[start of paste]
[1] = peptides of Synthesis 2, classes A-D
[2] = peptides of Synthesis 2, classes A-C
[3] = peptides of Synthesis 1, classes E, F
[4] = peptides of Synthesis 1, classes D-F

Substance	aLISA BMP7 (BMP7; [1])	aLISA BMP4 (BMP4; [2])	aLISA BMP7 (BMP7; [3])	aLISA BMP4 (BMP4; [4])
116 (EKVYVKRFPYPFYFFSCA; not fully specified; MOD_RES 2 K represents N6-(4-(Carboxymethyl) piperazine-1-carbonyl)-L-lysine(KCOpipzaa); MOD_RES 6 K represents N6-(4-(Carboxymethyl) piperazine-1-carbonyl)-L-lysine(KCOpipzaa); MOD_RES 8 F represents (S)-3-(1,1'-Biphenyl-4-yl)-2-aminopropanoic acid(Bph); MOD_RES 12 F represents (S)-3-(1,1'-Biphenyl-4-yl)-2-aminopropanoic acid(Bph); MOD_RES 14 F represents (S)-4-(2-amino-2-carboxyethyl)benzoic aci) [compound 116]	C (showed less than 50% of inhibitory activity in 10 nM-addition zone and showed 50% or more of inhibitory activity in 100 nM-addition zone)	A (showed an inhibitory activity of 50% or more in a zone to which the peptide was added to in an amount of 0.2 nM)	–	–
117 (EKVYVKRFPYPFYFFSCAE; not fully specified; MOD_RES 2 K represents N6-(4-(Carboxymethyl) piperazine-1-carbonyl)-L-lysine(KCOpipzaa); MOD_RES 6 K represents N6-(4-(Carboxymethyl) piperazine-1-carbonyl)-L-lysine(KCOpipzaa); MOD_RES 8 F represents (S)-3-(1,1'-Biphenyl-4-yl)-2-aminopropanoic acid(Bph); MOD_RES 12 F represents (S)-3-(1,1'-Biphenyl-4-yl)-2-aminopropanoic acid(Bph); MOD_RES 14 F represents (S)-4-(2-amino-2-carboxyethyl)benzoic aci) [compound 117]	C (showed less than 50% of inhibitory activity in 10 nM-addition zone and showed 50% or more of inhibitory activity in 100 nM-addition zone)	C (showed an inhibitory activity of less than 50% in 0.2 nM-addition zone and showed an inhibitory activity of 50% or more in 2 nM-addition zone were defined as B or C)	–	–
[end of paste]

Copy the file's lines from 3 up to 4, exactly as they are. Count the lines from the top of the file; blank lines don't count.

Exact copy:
[3] = peptides of Synthesis 1, classes E, F
[4] = peptides of Synthesis 1, classes D-F